Everyday, teachers make instructional decisions that affect how students perceive their own culture, their nation, the lives of people around the world, and the issues and conflicts facing the planet (Merryfield, 2002). The terrorist attack of September 11 and the U.S.–Iraq war make the global education approach in schools more critical than before. There is increasing concern that schools today are not adequately preparing students for the challenges of working in an increasingly diverse society and the changing world (Merryfield, 1998). Educational programs should promote awareness of other cultures and other perspectives and appreciation of other peoples’ points of view. Open-mindedness, resistance to stereotypes, empathy, and nonchauvinism are emphasized as important goals of globally oriented curriculum.

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Learning to Teach Failing Pupils in Europe: The Experience of a Group of American Students

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LESLIE CAUL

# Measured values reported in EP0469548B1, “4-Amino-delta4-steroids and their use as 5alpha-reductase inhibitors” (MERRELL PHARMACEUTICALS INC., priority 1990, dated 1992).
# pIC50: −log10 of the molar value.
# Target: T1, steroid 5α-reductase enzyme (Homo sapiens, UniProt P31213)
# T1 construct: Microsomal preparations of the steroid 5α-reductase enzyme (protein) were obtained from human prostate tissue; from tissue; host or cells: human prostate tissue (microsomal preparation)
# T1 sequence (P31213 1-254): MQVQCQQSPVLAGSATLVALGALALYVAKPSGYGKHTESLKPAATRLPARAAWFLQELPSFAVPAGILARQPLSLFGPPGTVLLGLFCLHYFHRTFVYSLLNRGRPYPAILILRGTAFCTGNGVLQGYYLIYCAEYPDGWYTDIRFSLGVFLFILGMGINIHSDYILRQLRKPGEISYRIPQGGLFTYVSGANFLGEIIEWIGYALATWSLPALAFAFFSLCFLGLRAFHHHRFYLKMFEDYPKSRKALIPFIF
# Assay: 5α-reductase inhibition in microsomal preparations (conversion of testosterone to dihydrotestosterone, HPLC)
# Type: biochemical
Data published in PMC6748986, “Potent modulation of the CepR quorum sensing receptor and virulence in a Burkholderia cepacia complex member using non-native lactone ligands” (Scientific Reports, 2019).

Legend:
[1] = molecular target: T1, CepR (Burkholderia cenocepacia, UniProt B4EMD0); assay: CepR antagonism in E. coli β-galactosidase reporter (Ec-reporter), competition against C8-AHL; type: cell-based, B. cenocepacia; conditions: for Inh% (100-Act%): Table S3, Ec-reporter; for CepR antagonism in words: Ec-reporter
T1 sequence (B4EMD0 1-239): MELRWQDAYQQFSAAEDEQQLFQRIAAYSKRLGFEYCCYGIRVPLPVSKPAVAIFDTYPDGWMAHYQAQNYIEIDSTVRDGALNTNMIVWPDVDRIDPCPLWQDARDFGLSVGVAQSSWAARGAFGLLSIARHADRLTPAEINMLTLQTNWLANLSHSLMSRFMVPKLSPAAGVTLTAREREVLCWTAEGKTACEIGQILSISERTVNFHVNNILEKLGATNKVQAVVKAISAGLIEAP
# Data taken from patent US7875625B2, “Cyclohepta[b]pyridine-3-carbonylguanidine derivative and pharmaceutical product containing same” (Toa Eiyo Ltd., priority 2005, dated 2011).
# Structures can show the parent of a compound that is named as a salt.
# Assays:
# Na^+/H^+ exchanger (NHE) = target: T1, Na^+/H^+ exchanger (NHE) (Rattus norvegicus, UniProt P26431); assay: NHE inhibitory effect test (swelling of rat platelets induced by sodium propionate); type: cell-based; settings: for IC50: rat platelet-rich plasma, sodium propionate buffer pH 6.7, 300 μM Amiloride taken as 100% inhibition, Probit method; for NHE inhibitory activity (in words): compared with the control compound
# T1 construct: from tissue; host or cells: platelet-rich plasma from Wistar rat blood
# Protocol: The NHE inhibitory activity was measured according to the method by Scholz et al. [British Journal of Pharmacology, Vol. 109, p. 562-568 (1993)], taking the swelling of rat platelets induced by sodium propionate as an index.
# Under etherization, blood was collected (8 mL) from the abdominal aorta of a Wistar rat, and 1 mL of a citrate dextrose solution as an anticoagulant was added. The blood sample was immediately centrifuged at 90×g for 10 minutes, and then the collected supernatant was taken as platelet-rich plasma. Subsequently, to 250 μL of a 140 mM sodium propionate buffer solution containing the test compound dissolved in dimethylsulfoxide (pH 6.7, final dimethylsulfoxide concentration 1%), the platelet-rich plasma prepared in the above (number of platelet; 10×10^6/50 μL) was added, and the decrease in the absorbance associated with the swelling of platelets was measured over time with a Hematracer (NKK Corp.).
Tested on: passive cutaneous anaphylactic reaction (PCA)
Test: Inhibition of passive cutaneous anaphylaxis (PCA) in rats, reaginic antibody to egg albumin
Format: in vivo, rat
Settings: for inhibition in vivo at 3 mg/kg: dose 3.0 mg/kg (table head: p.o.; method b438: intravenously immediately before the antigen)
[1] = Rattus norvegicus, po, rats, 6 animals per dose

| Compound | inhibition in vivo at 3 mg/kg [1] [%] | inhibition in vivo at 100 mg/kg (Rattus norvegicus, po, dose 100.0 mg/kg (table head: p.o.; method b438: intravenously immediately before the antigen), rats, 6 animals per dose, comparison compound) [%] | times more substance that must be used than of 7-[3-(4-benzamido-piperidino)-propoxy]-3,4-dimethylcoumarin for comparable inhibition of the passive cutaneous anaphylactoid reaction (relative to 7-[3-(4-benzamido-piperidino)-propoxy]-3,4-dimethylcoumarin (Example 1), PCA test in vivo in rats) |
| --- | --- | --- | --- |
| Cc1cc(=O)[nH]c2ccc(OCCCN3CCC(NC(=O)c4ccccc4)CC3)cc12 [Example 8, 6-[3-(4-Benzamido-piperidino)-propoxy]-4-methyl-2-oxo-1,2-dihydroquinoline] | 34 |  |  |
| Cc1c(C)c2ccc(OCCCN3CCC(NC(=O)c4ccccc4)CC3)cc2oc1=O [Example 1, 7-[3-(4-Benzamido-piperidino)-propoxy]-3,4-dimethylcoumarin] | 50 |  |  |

ABSTRACT: Shared global concerns in education have recently focused on underachievement and the difficulties associated with the education of the children of migrant labor. These priorities unite the communities of Europe and the United States in a growing unease that a large number of young people are not realizing their academic potential through failing at school and, in consequence, are becoming excluded from mainstream society. The CARE (Children at Risk in Education) project was focused on the professional development of 53 student teachers who worked in Europe and the United States as an integral part of their undergraduate programs in an attempt to learn how to address underachievement in a global context. This article analyzes the professional development of 27 of those students, the American student teachers who studied in Europe for a period of 1 semester. The article considers the professional development of the student teachers in the context of 3 theoretical frameworks—namely, globalization, culture shock, and teacher development. It analyzes student discourse and explores how the student teachers made sense of their experience of new and challenging social contexts. The article argues that the demands of a period of school experience while working in a different culture provided students with challenges in both social and professional contexts that rigorously tested their capacity to make sense of their professional worlds.